I’m about to read Canada again, which I suppose is a good sign. And yet I have the distinct impression that slow digestion rather than earnest and troubled re-re-reading holds the key to this bewildering collection. Weighing in at almost double the length of many slim volumes — certainly VFM, Canada is an undoubted heavyweight in other ways too; the term postmodern could have been invented for this… ‘Cumulative…’:
There is a sailboat of question marks fishing in the gulf
And the children disappear like cutlery
Stolen perhaps, from the Hotel Splendide after the executions
When it is raining & there are no more poets left alive
Intimations of totalitarianism in a nonsense landscape? The shortest poem in the book blows the assumption that short poems might be easier to interpret brutally out of the water. It quickly becomes clear that ‘Canada’ doesn’t represent Canada so much as the idea of a certain elusive and semiologically charged terrain. The piece quoted above is representative to a degree, in that it clearly has designs on its reader, in inviting and then repelling interpretation. The analogy between terrains geographical and textual is the connecting trope which runs throughout an extremely heterogeneous assemblage of materials.
Canada is divided into three longish movements and a short postcript; ‘Bean Soup’, ‘Pistol Sonnets’ (in three books), ‘Canada’ and ‘Deuce’. ‘Bean Soup’ broadly takes the form of fragments from a surrealised autobiography-cum-travelogue, with some sharp glimpses of European cities. ‘Canada’ uses the idea of territory and space in increasingly liberated and unexpected ways. But the volume is possibly dominated by the long middle section of sonnets. The poet draws on the erotic energy instinct in this exploded little genre, and plays coy games of semiotic striptease with his reader. Sonnet after ‘sonnet’ reinforces the explicit analogy between the eroticised body and the teasing prospect of clear understanding (held just out of reach); divesting is revelation:
I was holed up in bed with the dumb blonde Meaning
And a flask of Scotch…
I wedged an encyclopaedia
Under the waterbed to improve the wallowing…
Androgynous creature in the shower
Dewy nipples of a just-pubescent girl
Adorable minxette, wearing no perfume
Except the tentative aroma of assent…
And rows of tiny people desmember books
With desire’s fingers, tearing obstinacy small
This last example seems to me particularly explicit in drawing the analogy between sexual and textual exploration. Access to the promisingly veiled erotic body becomes the analogue of access to the poems’ frustratingly suppressed contextual information which will release their manifold meanings. This has certain implications: for one, a gendered structure is suggested between the fertile text and the penetrative interpreter, which may be unwholesome to some. And for another — readerly desire, progressive versus digressive energy, the delay of satisfaction; this is something of a hoary old chestnut in narratology, and instils the unworthy suspicion that Hartley Williams’s obscurity may not be very ‘hard won’.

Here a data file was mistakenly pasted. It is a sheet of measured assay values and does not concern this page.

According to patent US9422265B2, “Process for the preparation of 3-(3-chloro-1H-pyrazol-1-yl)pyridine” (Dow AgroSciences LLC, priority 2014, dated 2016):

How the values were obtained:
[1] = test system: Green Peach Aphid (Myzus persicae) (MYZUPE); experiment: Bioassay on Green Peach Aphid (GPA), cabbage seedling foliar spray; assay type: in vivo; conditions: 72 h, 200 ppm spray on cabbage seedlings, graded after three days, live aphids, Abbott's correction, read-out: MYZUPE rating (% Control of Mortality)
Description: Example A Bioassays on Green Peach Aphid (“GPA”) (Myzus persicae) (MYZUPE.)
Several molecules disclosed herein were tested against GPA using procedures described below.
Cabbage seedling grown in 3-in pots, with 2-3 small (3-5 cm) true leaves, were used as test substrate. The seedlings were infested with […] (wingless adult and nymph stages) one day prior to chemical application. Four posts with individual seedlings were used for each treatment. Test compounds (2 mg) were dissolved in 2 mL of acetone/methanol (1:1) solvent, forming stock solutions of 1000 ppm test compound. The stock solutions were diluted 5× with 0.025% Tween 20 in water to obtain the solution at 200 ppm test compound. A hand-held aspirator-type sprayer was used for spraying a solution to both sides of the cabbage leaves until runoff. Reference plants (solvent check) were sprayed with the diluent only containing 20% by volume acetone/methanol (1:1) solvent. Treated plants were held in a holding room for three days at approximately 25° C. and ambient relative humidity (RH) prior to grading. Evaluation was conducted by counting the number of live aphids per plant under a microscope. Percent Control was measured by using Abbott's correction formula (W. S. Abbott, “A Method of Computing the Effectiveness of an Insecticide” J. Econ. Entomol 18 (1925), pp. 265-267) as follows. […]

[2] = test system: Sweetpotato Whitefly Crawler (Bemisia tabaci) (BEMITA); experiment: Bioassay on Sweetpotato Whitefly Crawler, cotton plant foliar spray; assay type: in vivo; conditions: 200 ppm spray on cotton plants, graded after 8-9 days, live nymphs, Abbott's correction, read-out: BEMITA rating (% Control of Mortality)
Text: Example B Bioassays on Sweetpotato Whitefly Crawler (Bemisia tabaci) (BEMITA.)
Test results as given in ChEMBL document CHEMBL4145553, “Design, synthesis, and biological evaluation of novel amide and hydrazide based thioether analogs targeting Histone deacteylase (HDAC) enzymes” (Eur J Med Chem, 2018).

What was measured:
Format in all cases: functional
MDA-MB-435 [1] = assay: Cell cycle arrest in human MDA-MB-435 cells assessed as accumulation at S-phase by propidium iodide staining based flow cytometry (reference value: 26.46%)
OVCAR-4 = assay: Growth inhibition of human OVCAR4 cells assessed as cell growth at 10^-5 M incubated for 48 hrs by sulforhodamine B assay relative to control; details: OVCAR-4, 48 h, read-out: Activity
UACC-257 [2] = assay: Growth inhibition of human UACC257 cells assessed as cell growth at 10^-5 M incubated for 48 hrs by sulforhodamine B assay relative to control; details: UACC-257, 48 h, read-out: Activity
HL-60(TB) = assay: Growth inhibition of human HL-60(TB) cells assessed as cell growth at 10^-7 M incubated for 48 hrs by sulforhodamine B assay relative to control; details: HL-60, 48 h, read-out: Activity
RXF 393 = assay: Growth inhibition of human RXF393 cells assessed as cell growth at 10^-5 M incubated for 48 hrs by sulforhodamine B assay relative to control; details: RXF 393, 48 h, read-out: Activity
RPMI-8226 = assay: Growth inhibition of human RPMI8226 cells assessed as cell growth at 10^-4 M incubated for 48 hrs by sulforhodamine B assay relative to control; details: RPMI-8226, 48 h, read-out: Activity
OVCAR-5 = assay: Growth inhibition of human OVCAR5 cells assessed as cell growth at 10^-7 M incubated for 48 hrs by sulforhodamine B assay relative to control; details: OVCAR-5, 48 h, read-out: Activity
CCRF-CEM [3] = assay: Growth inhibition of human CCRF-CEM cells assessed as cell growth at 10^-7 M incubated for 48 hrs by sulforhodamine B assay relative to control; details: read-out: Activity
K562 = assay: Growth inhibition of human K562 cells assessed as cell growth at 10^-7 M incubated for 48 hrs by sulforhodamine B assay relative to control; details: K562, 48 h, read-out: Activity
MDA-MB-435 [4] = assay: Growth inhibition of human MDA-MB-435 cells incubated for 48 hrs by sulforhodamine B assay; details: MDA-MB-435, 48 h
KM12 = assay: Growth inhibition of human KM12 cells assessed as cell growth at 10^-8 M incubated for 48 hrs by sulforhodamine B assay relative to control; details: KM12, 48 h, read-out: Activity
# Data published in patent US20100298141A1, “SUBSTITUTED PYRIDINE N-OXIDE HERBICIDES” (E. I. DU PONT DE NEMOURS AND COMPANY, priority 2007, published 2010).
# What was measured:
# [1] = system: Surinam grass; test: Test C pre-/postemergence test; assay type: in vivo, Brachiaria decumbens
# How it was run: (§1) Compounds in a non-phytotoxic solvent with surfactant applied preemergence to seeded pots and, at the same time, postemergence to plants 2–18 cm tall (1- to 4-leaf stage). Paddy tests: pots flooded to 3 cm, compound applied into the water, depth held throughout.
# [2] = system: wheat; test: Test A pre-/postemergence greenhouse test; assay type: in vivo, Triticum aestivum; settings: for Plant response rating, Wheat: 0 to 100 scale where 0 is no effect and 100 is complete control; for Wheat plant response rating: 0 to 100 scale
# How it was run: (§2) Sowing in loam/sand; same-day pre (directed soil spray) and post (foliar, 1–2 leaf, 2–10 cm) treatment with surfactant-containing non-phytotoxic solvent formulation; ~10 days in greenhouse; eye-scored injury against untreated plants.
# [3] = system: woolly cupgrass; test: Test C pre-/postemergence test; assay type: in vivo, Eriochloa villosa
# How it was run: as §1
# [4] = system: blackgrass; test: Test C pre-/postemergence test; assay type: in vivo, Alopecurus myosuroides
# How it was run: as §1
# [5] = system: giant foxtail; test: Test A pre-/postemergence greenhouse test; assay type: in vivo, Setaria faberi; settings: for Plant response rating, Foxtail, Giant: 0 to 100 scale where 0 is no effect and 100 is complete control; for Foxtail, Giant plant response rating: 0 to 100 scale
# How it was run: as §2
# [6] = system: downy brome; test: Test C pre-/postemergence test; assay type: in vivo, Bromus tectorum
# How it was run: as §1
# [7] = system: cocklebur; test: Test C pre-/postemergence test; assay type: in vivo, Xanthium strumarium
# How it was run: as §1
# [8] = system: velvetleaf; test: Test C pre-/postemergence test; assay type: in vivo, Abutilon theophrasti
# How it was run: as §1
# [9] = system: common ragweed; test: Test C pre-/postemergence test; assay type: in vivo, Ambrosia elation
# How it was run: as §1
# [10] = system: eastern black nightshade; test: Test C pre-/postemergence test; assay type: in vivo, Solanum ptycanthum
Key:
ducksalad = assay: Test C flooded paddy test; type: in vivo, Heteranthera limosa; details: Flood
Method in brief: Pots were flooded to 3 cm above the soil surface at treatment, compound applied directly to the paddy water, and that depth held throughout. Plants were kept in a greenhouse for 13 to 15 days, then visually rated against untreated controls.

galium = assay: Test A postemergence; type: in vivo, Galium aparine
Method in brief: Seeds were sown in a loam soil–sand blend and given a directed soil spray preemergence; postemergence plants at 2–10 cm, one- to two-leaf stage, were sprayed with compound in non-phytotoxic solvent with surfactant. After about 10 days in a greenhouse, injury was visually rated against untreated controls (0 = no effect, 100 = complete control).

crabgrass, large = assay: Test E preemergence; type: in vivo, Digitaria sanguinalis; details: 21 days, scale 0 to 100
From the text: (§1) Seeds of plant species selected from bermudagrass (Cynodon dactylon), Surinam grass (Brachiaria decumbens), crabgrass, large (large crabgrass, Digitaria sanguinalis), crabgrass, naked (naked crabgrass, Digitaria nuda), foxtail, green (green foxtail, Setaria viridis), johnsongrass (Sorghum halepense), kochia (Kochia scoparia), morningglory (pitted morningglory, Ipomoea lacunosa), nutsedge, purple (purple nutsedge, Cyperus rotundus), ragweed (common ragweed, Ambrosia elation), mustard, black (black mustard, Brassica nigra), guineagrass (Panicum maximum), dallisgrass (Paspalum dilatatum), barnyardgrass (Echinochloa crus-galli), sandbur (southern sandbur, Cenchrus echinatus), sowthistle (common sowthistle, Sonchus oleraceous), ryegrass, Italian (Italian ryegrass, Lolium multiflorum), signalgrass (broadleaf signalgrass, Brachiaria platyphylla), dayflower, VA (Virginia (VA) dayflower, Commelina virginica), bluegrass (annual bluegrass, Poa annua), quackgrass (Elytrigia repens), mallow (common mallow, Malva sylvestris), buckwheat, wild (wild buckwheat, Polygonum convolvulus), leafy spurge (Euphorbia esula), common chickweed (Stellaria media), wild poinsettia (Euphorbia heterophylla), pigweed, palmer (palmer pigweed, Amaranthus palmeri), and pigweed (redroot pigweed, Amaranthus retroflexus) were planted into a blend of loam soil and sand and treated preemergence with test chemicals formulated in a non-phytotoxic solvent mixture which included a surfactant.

However, it is often said that ‘nonsense poetry’ is a particularly difficult style, and it may be that Canada demands the lassitude of a comic reading in order for its energies to be appreciated to best effect. Certainly, the ingenious and witty titles look in this direction; Hartley Williams seems very drawn to that trick perfected by Wallace Stevens in which the title doesn’t so much describe the poem or readily assume a place within it, as stand in amused and incongruous tension with the material which follows. And there are some fine ‘comedy’ titles here: ‘Nothing Like a Good Old-Fashioned English Murder Mystery’… ‘Almost the Finale of the Movie, Then This Had to Happen’… ‘Paint This One, Picasso’… ‘Mouth With Its Teeth Firmly Clamped in the Hand That Feeds It, Refusing to Let Go’… and (surely everyone’s favourite) ‘Whoops, Wrong Bathroom’.
When the narrative or spatial focus is tight, and when the poet’s surreal imagination is a little restrained, there are some brilliant and beautiful poems here (‘The Breakast’, ‘Turtle Beach…’). Too often, however, I suspect that the backwoodsman-poet is intent not on controlling and mapping his bristling landscape, but on hiding in the undergrowth. There is a moment in ‘Pistol Sonnets’ when the poet is being interrogated by a sceptical voice: “‘Robert says yr poems are rather hard to understand. “‘ Whoever Robert is, I think I’d like to buy him a drink.
Reviewed by Michael Bradshaw